Americans welcome Memorial Day as the traditional kick-off to summer and are grateful for the long weekend. Public health concerns focus on protecting revelers from sunburn or overindulgence in grilled meats. Its easy to overlook the original meaning of the holiday, that sacrifice at the end of May is about more than losing scorched hotdogs to the grill gods. Memorial Day is of course a day we are supposed to remember military veterans who have given their life in service to their country, and this Memorial Day a research team from the University of California San Francisco help to refocus public health concern on veterans health, and the assault that it suffers from service-related tobacco use. Especially troublesome is government promotion of smoking followed by the denial of disability claims related to the habit.
Until 1975 cigarettes were part of military rations, and are still sold at discounted prices on bases. Veterans are 1.5 times more likely to have ever smoked compared to the non-veteran population: 74% vs. 48%. Public health research estimates that military service during WWII and Korea increased veterans' smoking rates by 30%, and some researchers consider smoking to be engrained in military culture. VA medical facilities are mandated to provide smoking areas, even as they spend an estimated $5 billion a year treating lung conditions, 80% of which are caused by smoking. So should smoking could be considered a "service-related" condition? The UCSF public health researchers suggest so, yet the VA doesn't agree, and won't provide disability benefits to veterans whose health has been damaged by smoking. Though stopping short of considering it drug abuse, senior VA officials have variously declared that smoking-related disabilities claims can be denied on the grounds that the habit constitutes "willful misconduct," or that approval would be "borderline absurdity." Contrary to public health, sociology, and other sciences showing that our health choices are strongly influenced by, as well as amenable to change from policy and culture, the military overwhelmingly views smoking as a personal choice, condemning veterans to suffer personally for the consequences of a habit promoted by the services they gave their time, and sometimes their lives, to.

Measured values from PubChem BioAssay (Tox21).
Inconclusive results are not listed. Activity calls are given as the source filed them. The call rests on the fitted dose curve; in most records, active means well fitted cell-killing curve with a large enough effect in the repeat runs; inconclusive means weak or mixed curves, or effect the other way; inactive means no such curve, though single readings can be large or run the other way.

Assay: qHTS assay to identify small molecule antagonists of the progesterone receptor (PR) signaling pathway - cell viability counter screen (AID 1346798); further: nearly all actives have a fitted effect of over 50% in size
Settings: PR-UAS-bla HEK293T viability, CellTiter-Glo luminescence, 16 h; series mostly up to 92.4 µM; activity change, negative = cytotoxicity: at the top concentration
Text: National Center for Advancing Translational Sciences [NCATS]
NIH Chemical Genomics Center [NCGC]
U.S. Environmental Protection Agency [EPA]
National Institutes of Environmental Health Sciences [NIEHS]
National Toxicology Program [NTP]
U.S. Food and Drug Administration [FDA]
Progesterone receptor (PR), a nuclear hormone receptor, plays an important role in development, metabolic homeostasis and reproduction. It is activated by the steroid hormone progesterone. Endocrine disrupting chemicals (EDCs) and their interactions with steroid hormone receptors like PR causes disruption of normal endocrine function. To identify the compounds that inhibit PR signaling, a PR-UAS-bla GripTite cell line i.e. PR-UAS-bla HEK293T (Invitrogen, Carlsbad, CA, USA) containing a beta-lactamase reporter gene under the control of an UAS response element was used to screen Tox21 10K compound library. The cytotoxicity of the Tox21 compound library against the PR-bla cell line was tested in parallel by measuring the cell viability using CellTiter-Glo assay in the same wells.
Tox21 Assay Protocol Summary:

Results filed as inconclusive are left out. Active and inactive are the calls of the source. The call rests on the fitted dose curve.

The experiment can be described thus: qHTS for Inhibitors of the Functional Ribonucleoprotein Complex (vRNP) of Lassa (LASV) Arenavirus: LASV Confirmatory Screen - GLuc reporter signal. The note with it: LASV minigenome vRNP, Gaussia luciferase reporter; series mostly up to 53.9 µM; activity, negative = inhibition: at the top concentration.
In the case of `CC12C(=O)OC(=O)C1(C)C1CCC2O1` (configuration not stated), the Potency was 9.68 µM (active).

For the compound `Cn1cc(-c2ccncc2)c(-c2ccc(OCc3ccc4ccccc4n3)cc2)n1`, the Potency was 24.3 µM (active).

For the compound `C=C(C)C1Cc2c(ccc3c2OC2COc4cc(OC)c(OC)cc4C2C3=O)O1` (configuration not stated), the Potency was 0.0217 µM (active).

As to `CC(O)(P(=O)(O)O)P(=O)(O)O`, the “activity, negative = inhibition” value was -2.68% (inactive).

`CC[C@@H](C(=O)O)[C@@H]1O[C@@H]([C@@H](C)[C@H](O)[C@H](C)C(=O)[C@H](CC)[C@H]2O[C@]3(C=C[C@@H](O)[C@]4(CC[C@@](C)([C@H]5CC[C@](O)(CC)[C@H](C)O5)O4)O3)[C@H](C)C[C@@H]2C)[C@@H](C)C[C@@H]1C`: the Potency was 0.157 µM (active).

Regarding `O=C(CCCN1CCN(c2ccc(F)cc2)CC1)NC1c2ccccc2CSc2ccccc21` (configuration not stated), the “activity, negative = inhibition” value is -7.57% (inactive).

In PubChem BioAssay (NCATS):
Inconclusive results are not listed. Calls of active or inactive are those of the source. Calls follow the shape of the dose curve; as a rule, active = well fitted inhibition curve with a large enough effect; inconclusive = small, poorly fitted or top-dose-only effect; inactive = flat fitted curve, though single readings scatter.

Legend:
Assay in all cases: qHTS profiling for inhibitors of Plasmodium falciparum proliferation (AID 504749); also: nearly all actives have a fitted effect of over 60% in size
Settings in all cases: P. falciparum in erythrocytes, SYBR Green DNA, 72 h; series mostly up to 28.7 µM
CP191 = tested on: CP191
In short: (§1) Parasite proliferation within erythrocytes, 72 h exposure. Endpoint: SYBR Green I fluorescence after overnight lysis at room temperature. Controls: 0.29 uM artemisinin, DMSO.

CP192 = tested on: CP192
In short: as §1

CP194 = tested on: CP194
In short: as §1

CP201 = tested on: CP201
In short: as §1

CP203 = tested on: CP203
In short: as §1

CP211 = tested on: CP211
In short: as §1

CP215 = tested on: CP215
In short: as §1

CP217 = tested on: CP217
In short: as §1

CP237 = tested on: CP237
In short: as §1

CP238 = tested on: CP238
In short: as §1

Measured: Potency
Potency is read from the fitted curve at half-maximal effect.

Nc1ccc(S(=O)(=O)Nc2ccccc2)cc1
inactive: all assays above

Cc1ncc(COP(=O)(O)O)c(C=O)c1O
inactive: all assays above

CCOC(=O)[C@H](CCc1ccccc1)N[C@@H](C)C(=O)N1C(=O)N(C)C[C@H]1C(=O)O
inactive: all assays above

The tobacco industry has argued in favor of considering such claims service-related (which appears to legally exonerate smoking itself as the causing.) A shift away from service-related towards labeling smoking "willful misconduct" could also hurt the industry should the military attempt to reduce smoking rates by instituting tobacco control measures. The high rate of smokers among veterans clearly represents a valuable source of new smokers to replace the half-million or so Americans that the tobacco industry kills each year with tobacco-related illness.
Ending the public health scourge of war is perhaps an unrealistic dream this Memorial Day, but reducing the scourge of smoking among veterans is certainly attainable. Reducing the government promotion of smoking among veterans, and recognizing the habit as service-related represents a good start.